Some might say it was a problem if your star pitcher stayed out most of the night on the eve he was scheduled to pitch the most important game of his life.
At the Olympics, they call it part of the pageantry.
Most times heads would roll if the team bus arrived at the stadium less than an hour before the first pitch is supposed to be thrown.
Here, they call it ironing out the wrinkles.
Mickey Mantle might have been able to roll out of bed bleary-eyed and hit a two-run home run, but the United States baseball team won't want to push its luck again after sleepwalking past Nicaragua, 4-1, in a first-round game Saturday before an announced crowd of 40,458 at Atlanta-Fulton County Stadium.
The U.S. squad, which was expected to deafen ears and dent scoreboards with an aluminum-bat lineup that averaged 9.2 runs and 2.4 homers in 31 pre-Olympic tune-up games, managed only half a dozen hits against a team it had outscored in a four-game sweep earlier this summer, 47-11.
"Us winding up with six hits is very rare," U.S. Coach Skip Bertman said.
There were reasons for this. Nicaragua's starting lineup, noting the 10 a.m. starting time, decided to skip Friday night's opening ceremonies and get some bed rest.
The U.S. players would have none of this, particularly starting pitcher Kris Benson, the hometown hero--he played at Sprayberry High School in nearby Marietta--who had predicted to a friend six years ago he would be pitching in the Olympics after hearing that Atlanta had been picked to play host to the Games.
Benson said there was no way he was missing the opening ceremonies, especially after winning tickets for his parents this week in a lottery.
"I didn't want to miss it for the world," he said.
What Benson did miss was his shut-eye. Working on less than four hours' sleep and probably in need of a strong cup of Nicaraguan coffee, Benson awoke slowly, giving up a run on two hits in the first inning.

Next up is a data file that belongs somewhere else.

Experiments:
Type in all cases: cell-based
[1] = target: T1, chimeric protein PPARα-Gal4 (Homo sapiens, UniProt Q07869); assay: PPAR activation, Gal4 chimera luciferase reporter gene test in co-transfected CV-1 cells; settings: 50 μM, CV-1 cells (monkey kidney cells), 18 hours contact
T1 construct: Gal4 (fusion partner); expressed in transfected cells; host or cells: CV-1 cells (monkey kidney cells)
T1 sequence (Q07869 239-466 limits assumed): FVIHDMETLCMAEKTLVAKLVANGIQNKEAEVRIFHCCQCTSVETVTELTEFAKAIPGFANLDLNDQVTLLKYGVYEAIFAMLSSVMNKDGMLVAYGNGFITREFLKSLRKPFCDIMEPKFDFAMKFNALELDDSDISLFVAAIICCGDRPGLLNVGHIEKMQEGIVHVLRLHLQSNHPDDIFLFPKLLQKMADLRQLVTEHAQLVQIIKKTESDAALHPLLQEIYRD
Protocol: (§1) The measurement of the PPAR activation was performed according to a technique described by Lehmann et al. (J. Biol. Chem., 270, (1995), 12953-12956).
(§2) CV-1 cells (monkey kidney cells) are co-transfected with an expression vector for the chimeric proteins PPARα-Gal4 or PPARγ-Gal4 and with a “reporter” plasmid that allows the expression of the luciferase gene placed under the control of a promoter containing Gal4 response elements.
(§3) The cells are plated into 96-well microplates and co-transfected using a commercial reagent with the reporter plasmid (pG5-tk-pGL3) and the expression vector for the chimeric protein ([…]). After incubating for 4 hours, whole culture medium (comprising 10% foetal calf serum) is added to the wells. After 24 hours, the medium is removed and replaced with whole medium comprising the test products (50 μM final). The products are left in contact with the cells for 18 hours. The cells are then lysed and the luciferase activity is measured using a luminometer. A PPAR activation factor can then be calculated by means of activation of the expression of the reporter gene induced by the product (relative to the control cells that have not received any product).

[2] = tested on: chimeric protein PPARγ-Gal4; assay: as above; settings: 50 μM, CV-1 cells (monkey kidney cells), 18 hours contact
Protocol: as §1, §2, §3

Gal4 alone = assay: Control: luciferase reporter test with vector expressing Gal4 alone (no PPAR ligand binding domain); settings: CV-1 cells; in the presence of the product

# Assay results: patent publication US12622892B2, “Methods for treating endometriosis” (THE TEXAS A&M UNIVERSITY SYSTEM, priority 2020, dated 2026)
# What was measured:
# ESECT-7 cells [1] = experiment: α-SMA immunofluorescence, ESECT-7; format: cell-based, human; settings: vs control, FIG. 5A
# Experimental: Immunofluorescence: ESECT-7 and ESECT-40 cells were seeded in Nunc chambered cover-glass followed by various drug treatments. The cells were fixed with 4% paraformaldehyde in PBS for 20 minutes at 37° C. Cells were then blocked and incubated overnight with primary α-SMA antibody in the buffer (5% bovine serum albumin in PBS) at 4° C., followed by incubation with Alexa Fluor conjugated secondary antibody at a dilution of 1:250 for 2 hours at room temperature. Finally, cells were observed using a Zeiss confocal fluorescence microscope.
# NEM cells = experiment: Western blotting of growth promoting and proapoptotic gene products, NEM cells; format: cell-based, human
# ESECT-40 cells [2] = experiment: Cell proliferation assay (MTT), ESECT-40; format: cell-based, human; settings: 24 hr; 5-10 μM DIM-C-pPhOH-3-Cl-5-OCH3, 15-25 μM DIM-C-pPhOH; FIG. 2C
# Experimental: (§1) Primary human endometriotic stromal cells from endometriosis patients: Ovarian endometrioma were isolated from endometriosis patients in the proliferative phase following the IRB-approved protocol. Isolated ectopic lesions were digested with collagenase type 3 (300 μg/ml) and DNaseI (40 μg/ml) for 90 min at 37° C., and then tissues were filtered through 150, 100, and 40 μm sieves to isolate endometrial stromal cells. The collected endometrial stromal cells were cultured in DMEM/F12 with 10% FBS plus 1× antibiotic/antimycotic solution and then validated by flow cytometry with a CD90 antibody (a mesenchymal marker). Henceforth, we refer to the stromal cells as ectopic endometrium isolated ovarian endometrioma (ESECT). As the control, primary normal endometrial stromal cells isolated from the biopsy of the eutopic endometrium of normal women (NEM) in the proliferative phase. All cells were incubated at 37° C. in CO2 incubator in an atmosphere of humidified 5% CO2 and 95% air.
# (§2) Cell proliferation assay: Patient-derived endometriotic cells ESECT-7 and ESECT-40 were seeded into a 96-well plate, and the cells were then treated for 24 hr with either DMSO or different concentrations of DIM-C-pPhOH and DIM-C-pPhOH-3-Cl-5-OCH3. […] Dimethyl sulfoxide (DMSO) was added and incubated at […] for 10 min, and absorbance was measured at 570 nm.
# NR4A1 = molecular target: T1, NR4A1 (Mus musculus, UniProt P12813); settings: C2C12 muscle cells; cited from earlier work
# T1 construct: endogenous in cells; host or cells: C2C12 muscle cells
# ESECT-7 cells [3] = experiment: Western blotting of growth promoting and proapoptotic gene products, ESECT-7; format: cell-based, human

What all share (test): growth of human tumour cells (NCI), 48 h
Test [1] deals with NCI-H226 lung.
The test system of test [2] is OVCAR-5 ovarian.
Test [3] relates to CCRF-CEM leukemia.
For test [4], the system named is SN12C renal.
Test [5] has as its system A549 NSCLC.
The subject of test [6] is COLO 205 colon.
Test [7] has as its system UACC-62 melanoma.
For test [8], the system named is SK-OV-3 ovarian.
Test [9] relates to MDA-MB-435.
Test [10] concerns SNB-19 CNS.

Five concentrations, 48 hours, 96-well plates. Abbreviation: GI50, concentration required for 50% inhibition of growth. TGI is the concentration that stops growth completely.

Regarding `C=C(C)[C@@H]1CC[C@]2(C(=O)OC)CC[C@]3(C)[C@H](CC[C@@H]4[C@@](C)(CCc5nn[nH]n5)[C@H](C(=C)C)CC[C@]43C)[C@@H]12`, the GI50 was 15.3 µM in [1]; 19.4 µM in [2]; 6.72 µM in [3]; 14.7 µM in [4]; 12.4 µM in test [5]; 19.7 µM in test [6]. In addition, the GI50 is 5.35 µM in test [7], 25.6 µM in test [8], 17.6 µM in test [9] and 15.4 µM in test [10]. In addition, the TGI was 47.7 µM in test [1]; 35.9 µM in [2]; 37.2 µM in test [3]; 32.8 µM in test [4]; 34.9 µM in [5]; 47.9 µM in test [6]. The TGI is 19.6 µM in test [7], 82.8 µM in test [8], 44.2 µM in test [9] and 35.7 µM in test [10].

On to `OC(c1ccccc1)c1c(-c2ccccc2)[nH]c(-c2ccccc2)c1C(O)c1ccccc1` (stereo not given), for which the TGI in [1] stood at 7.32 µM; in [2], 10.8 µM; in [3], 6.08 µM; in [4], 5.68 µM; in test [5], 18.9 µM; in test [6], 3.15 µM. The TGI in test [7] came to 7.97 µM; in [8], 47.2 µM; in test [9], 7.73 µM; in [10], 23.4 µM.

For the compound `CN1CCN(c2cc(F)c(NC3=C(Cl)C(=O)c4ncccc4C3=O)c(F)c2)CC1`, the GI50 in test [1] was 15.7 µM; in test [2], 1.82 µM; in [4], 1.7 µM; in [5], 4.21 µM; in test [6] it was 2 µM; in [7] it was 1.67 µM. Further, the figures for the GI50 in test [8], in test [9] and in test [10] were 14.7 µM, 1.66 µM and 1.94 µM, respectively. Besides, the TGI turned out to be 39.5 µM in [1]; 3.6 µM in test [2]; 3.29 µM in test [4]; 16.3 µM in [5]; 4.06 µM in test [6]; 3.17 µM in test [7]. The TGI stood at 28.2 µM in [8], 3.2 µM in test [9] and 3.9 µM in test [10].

After wobbling again in the second--he escaped unscathed after allowing the first two runners aboard--Benson settled into the form that made him the No. 1 pick in the June draft by the Pittsburgh Pirates, yielding only three hits over the next six innings.
All told, Benson gave up seven hits while striking out seven and walking two, impressive given his state of consciousness.
Braden Looper pitched a hitless ninth, striking out two, to clinch the victory for the United States.
"I've never gone an outing with four hours' sleep," Benson said. "I try to get nine or 10 hours."
Benson appeared fully wilted when he opened the seventh inning by throwing seven straight balls. But he still had some pop in the eighth, as his first pitch was clocked at 92 mph.
There was a question, though, whether Benson would ever get the two runs he needed to win. Listless U.S. bats were quieted by 35-year-old Nicaraguan starter Asdrudes Flores, a well-worn left-hander who held U.S. hitters scoreless through four innings.
In the fifth, the U.S. team finally woke up, scraping together two runs in efficient, if not impressive style.
After designated hitter Matt LeCroy opened with a single to right, Flores hit catcher A.J. Hinch with a pitch and then walked second baseman Warren Morris, loading the bases.
LeCroy scored on shortstop Jason Williams' sacrifice fly, and Hinch then scored when center fielder Jacque Jones grounded into a force play.
Not exactly the Bronx Bombers.
"We're not used to playing small ball, because we don't usually have to," Jones, the USC star, said. "This shows you how versatile the team is."
That was one explanation.
The U.S. team pieced together two more runs in the sixth. With the bases loaded, reliever Omar Obando hit Hinch with a pitch, forcing home Troy Glaus, who had walked and advanced to third on Chad Allen's double. Morris followed with a sacrifice fly that scored Allen.
Both teams could be forgiven for attention deficit.
The bus that was supposed to pick up the Nicaraguans at Georgia Tech after a morning practice was an hour late and made it to Fulton County Stadium at 8:50 a.m. The U.S. bus was even later, causing a half-hour delay in the starting time.
Bertman said he tried to prepare his team for the distractions.
"Is all that part of the Olympic experience?" Bertman said. "The answer is yes. We didn't intentionally get lost on our trips in the summer, but when we did, I said, 'Good, this is good experience.' "
Assuming the buses are on time, a well-rested U.S. team will play South Korea on Monday night while trying to stay focused until a showdown with Cuba, the gold-medal favorite, July 28. After round-robin play, the top four teams in the eight-team draw will advance to the medal round.
Bertman said he will use Benson and Seth Greisinger in six of the team's possible nine games, yet neither figures to get the start against Cuba, the gold-medal favorite. Bertman said Billy Koch probably would start against Cuba, saving Benson or Greisinger for a possible rematch in the medal round.